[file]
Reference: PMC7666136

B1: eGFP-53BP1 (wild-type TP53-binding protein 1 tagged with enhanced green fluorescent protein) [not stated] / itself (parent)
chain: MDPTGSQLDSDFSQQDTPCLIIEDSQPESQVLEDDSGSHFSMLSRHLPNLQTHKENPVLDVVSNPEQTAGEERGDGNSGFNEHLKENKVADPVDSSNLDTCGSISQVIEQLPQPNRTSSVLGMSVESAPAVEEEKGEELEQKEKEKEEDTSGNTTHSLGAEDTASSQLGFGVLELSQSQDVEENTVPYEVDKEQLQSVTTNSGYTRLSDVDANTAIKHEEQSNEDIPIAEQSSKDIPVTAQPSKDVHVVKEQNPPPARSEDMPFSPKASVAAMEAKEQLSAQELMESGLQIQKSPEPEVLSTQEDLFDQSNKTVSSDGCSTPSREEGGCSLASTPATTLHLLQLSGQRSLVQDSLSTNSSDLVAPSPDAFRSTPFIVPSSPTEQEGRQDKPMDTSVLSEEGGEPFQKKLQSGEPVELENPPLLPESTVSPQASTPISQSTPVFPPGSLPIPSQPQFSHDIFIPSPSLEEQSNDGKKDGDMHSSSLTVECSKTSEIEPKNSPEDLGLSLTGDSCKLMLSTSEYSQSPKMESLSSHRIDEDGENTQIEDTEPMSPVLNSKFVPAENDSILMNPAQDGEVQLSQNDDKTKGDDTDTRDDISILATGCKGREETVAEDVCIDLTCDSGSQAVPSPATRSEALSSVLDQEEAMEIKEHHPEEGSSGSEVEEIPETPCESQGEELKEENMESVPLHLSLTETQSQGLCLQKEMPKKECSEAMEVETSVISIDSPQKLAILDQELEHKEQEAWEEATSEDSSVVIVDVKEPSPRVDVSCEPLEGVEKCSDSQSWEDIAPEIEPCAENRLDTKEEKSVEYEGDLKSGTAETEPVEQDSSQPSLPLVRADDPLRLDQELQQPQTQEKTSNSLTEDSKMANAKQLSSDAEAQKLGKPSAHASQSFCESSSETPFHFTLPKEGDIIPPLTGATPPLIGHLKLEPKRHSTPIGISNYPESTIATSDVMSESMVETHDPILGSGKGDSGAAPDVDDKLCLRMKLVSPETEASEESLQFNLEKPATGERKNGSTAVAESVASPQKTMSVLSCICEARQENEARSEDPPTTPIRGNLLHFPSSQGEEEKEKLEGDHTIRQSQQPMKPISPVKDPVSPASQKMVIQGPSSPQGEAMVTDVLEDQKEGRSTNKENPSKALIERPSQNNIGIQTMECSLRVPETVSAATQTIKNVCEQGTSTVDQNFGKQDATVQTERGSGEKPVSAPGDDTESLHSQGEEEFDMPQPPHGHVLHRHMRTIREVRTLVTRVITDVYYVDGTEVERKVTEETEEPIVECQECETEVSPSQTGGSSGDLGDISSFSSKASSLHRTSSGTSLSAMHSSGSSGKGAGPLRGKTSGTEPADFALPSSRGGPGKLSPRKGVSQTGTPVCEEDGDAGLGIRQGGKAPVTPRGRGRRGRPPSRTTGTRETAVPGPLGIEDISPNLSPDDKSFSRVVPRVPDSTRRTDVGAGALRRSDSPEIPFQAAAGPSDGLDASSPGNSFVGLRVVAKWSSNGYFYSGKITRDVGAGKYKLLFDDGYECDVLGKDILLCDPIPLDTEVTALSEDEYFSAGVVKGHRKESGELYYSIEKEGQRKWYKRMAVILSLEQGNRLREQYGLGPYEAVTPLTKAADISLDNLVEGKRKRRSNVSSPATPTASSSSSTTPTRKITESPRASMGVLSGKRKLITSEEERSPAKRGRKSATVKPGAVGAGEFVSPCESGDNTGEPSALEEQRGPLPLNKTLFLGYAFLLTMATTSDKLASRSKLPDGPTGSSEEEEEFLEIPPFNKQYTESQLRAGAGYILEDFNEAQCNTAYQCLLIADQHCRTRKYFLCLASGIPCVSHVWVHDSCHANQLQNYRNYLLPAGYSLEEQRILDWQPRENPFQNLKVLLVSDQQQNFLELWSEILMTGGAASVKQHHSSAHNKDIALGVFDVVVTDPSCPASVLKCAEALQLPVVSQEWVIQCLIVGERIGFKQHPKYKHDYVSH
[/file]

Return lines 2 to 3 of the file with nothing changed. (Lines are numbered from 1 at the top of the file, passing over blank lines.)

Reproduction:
B1: eGFP-53BP1 (wild-type TP53-binding protein 1 tagged with enhanced green fluorescent protein) [not stated] / itself (parent)
chain: MDPTGSQLDSDFSQQDTPCLIIEDSQPESQVLEDDSGSHFSMLSRHLPNLQTHKENPVLDVVSNPEQTAGEERGDGNSGFNEHLKENKVADPVDSSNLDTCGSISQVIEQLPQPNRTSSVLGMSVESAPAVEEEKGEELEQKEKEKEEDTSGNTTHSLGAEDTASSQLGFGVLELSQSQDVEENTVPYEVDKEQLQSVTTNSGYTRLSDVDANTAIKHEEQSNEDIPIAEQSSKDIPVTAQPSKDVHVVKEQNPPPARSEDMPFSPKASVAAMEAKEQLSAQELMESGLQIQKSPEPEVLSTQEDLFDQSNKTVSSDGCSTPSREEGGCSLASTPATTLHLLQLSGQRSLVQDSLSTNSSDLVAPSPDAFRSTPFIVPSSPTEQEGRQDKPMDTSVLSEEGGEPFQKKLQSGEPVELENPPLLPESTVSPQASTPISQSTPVFPPGSLPIPSQPQFSHDIFIPSPSLEEQSNDGKKDGDMHSSSLTVECSKTSEIEPKNSPEDLGLSLTGDSCKLMLSTSEYSQSPKMESLSSHRIDEDGENTQIEDTEPMSPVLNSKFVPAENDSILMNPAQDGEVQLSQNDDKTKGDDTDTRDDISILATGCKGREETVAEDVCIDLTCDSGSQAVPSPATRSEALSSVLDQEEAMEIKEHHPEEGSSGSEVEEIPETPCESQGEELKEENMESVPLHLSLTETQSQGLCLQKEMPKKECSEAMEVETSVISIDSPQKLAILDQELEHKEQEAWEEATSEDSSVVIVDVKEPSPRVDVSCEPLEGVEKCSDSQSWEDIAPEIEPCAENRLDTKEEKSVEYEGDLKSGTAETEPVEQDSSQPSLPLVRADDPLRLDQELQQPQTQEKTSNSLTEDSKMANAKQLSSDAEAQKLGKPSAHASQSFCESSSETPFHFTLPKEGDIIPPLTGATPPLIGHLKLEPKRHSTPIGISNYPESTIATSDVMSESMVETHDPILGSGKGDSGAAPDVDDKLCLRMKLVSPETEASEESLQFNLEKPATGERKNGSTAVAESVASPQKTMSVLSCICEARQENEARSEDPPTTPIRGNLLHFPSSQGEEEKEKLEGDHTIRQSQQPMKPISPVKDPVSPASQKMVIQGPSSPQGEAMVTDVLEDQKEGRSTNKENPSKALIERPSQNNIGIQTMECSLRVPETVSAATQTIKNVCEQGTSTVDQNFGKQDATVQTERGSGEKPVSAPGDDTESLHSQGEEEFDMPQPPHGHVLHRHMRTIREVRTLVTRVITDVYYVDGTEVERKVTEETEEPIVECQECETEVSPSQTGGSSGDLGDISSFSSKASSLHRTSSGTSLSAMHSSGSSGKGAGPLRGKTSGTEPADFALPSSRGGPGKLSPRKGVSQTGTPVCEEDGDAGLGIRQGGKAPVTPRGRGRRGRPPSRTTGTRETAVPGPLGIEDISPNLSPDDKSFSRVVPRVPDSTRRTDVGAGALRRSDSPEIPFQAAAGPSDGLDASSPGNSFVGLRVVAKWSSNGYFYSGKITRDVGAGKYKLLFDDGYECDVLGKDILLCDPIPLDTEVTALSEDEYFSAGVVKGHRKESGELYYSIEKEGQRKWYKRMAVILSLEQGNRLREQYGLGPYEAVTPLTKAADISLDNLVEGKRKRRSNVSSPATPTASSSSSTTPTRKITESPRASMGVLSGKRKLITSEEERSPAKRGRKSATVKPGAVGAGEFVSPCESGDNTGEPSALEEQRGPLPLNKTLFLGYAFLLTMATTSDKLASRSKLPDGPTGSSEEEEEFLEIPPFNKQYTESQLRAGAGYILEDFNEAQCNTAYQCLLIADQHCRTRKYFLCLASGIPCVSHVWVHDSCHANQLQNYRNYLLPAGYSLEEQRILDWQPRENPFQNLKVLLVSDQQQNFLELWSEILMTGGAASVKQHHSSAHNKDIALGVFDVVVTDPSCPASVLKCAEALQLPVVSQEWVIQCLIVGERIGFKQHPKYKHDYVSH